You know it makes your living room smell like a flower garden or turns your kids’ bathroom into something bearable — but do you really know what’s inside that bottle or whether it’s safe for your family? Advocacy group Women’s Voices for the Earth is reporting there’s still a gap between what you need to know about cleaning products and what the cleaning products industry reveals. WVE reports the cleaning products industry is still failing consumers.
One issue has long been that manufacturers can declare the need for keeping trade secrets while hiding potentially harmful ingredients. This happens frequently with synthetic fragrances as well as other things in popular products. Another issue is that federal regulations on chemical safety are so relaxed that no one really has to prove a product safe before putting it on the store shelf.
WVE’s new report scolds makers of popular household cleaners for not doing enough to meet consumer demand for safer products nor giving them enough information at the point of sale to make informed decisions. Since the law doesn’t even require cleaning product manufacturers to list their ingredients on the label, consumers remain at a disadvantage. Another common concern is that people want to avoid allergy or asthma triggers, and they need complete information in order to do that.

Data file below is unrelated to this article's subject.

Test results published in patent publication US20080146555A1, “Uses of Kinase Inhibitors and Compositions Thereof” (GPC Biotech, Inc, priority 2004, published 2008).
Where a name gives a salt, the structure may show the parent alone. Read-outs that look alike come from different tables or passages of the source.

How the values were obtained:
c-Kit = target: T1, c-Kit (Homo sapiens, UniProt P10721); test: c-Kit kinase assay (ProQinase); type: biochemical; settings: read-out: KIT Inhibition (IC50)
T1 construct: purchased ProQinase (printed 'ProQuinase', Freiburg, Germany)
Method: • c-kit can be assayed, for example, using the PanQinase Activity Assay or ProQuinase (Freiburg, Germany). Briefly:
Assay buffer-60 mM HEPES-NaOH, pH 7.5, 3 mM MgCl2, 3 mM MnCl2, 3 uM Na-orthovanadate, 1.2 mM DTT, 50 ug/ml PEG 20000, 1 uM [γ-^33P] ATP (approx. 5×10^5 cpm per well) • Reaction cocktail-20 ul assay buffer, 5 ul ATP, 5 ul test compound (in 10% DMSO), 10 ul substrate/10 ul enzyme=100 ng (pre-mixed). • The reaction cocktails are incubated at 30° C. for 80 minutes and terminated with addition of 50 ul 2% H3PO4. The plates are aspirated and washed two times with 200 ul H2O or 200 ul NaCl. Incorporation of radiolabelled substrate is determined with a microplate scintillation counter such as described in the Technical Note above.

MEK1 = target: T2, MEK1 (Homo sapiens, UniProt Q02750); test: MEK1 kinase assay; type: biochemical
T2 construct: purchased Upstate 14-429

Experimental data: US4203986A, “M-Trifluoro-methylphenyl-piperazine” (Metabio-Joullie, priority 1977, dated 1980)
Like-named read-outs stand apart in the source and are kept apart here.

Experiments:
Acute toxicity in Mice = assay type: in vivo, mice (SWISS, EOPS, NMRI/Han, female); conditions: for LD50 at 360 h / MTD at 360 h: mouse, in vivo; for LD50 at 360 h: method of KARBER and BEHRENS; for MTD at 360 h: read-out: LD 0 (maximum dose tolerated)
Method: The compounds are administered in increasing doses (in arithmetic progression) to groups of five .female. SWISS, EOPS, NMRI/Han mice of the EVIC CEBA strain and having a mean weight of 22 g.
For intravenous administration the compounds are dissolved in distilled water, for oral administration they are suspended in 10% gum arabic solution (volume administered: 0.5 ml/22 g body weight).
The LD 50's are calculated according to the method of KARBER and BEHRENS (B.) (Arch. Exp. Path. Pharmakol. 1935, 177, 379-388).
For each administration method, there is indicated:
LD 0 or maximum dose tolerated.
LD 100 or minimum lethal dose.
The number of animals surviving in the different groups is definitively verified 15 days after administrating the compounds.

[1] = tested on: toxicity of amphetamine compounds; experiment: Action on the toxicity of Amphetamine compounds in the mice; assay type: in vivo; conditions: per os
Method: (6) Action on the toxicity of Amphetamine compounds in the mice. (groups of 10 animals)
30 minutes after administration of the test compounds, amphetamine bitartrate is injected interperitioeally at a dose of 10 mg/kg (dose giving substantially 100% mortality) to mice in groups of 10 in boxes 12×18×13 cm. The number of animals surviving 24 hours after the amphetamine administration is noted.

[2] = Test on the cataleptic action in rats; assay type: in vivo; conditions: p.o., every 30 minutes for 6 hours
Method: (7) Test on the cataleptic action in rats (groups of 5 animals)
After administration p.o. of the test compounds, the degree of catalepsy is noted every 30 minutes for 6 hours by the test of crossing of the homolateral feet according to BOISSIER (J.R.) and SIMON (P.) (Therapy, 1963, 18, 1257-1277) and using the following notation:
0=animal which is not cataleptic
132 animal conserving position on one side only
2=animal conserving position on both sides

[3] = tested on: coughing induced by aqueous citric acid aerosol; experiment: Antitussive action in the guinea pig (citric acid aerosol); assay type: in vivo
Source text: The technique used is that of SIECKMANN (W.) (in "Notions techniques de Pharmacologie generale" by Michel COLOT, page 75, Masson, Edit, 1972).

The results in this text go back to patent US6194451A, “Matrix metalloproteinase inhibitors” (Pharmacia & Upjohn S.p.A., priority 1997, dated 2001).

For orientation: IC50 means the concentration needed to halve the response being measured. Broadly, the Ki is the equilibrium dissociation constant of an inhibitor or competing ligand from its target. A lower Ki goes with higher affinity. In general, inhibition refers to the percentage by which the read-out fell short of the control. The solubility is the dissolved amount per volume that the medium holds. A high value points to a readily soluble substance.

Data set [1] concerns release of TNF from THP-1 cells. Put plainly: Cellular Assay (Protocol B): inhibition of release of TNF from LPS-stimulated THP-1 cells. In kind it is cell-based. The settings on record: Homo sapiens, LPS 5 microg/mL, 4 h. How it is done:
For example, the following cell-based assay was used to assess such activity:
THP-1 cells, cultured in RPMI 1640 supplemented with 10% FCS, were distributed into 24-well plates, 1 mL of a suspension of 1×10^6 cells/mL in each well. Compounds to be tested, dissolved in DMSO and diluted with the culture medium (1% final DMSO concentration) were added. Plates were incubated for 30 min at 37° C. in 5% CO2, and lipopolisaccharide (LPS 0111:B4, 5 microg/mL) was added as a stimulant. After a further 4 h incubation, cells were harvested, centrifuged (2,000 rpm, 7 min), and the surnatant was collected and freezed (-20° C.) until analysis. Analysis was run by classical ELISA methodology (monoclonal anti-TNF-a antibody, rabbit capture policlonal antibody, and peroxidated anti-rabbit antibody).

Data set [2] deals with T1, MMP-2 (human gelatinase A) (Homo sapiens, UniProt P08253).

Key critiques noted in WVE’s Deep Clean report are:
- Manufacturers should screen for contaminants or impurities.
- The safety screening process should be accountable and transparent.
- Ingredients should be listed on product labels, not just on company websites where consumers have to search for them.
- All chemicals of concern should be eliminated.
WVE commends all of the major companies listed in its report for making some progress in phasing out chemicals of concern.
However, the report notes that monoethanolamine (linked to occupational asthma) and ammonium quaternary compounds (linked to reduced fertility, developmental problems, occupational asthma) still need to be phased out of products by four different companies: Clorox, RB (formerly Reckitt Benckiser) SC Johnson & Son, Procter & Gamble.
Additionally, WVE says synthetic musks (linked to hormone disruption and found to have migrated into mothers’ breast milk) need to be eliminated from products by SC Johnson & Son as well as Procter & Gamble.
You can read more details of the Deep Clean report here.
Women’s Voices for the Earth has this mission:
Women’s Voices for the Earth amplifies women’s voices to eliminate the toxic chemicals that harm our health and communities.
Despite its progress noted in the WVE report, SC Johnson continues to be scrutinized for not being even more responsive to these concerns about product safety. You can join the WVE action here asking SC Johnson to clean up its internal Greenlist screening process for chemicals.